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At MIT, chemical engineers have invented a new material that is as light as plastic, and it’s stronger than steel, and it may one day help protect your iPhone, hold up bridges, support new buildings, and much more.
If tiny molecules named “monomers” will attach themselves under the right circumstances to form a chain called “polymers.”
These polymers can be morphed into 3D shapes, which is how people create plastic products.
Scientists have suspected that if one could create a polymerization process that persuaded monomers to create flat sheets instead of chains, it would be a super lightweight material and very strong.
After many years of failing at the project, it was commonly thought impossible.
MIT Scientists Developed 2DPA-1
MIT researchers have created the impossible, creating a polymerization procedure that helps monomers form into sheets of new material researchers call it “2DPA-1.”
“Rather than creating a spaghetti-like molecule, one can create a sheet-like molecular plane, as the molecules link themselves together in a two-dimensional being,” explains Michael Strano, the senior author.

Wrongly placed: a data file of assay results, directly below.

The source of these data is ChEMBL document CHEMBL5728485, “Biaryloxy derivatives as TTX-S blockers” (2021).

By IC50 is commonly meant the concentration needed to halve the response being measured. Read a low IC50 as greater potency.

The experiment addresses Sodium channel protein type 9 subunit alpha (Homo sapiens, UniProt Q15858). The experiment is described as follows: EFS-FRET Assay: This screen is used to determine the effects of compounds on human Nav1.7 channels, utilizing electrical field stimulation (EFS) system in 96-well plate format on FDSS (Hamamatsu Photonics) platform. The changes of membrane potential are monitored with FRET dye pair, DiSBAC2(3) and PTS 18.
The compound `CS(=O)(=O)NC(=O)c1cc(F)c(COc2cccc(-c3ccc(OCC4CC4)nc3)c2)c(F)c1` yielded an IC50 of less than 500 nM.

As the molecules readjust during the polymerization procedures, ramping up the manufacturing process may be easy: apply more of the beginning materials to the starting solution.
This brand-new material has extraordinary properties.
It showed to be twice as strong as steel, and it was as light as plastic during the testing phase.
It has also proven to be resistant to gasses and withstand more than four to six times as much force as bulletproof glass before losing its initial shape.
According to the scientists, these unique features allow the potential material uses for everything from consumer electronics to construction. They’ve recently filed applications for two patents for their new polymerization procedure and are now looking at ways to use it to invent other materials.
The New Material Class with Polymerization
Scientists have only been making “2D” materials similar to this since 2004, although this class included other “super materials,” like the very light superconductor graphene and the solid hexagonal boron nitride.
Disregard their extraordinary possessions, and these following materials have remained mainly in a lab setting as scientists work to scale up production. However, according to the comments from MIT researchers, doing a mass production may not be such a bad idea with 2DPA-1.